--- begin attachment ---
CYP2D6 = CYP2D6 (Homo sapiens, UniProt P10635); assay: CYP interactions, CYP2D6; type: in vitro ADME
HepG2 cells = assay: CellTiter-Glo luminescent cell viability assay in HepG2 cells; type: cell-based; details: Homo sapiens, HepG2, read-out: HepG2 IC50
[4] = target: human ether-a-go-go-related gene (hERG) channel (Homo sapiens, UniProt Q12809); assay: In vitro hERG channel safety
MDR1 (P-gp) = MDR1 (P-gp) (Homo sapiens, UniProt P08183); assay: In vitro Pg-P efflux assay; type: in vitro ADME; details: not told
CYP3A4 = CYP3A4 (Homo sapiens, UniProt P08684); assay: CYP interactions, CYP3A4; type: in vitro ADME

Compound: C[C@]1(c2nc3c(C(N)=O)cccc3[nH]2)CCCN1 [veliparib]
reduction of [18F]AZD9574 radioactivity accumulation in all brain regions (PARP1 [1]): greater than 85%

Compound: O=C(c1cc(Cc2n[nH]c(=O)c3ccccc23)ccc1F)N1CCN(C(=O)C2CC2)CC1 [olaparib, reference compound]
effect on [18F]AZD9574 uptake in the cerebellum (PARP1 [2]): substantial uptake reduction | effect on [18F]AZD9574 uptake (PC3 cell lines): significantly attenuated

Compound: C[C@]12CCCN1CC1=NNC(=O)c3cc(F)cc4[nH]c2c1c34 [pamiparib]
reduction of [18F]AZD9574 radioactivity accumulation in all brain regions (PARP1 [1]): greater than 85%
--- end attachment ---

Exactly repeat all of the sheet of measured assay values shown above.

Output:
CYP2D6 = CYP2D6 (Homo sapiens, UniProt P10635); assay: CYP interactions, CYP2D6; type: in vitro ADME
HepG2 cells = assay: CellTiter-Glo luminescent cell viability assay in HepG2 cells; type: cell-based; details: Homo sapiens, HepG2, read-out: HepG2 IC50
[4] = target: human ether-a-go-go-related gene (hERG) channel (Homo sapiens, UniProt Q12809); assay: In vitro hERG channel safety
MDR1 (P-gp) = MDR1 (P-gp) (Homo sapiens, UniProt P08183); assay: In vitro Pg-P efflux assay; type: in vitro ADME; details: not told
CYP3A4 = CYP3A4 (Homo sapiens, UniProt P08684); assay: CYP interactions, CYP3A4; type: in vitro ADME

Compound: C[C@]1(c2nc3c(C(N)=O)cccc3[nH]2)CCCN1 [veliparib]
reduction of [18F]AZD9574 radioactivity accumulation in all brain regions (PARP1 [1]): greater than 85%

Compound: O=C(c1cc(Cc2n[nH]c(=O)c3ccccc23)ccc1F)N1CCN(C(=O)C2CC2)CC1 [olaparib, reference compound]
effect on [18F]AZD9574 uptake in the cerebellum (PARP1 [2]): substantial uptake reduction | effect on [18F]AZD9574 uptake (PC3 cell lines): significantly attenuated

Compound: C[C@]12CCCN1CC1=NNC(=O)c3cc(F)cc4[nH]c2c1c34 [pamiparib]
reduction of [18F]AZD9574 radioactivity accumulation in all brain regions (PARP1 [1]): greater than 85%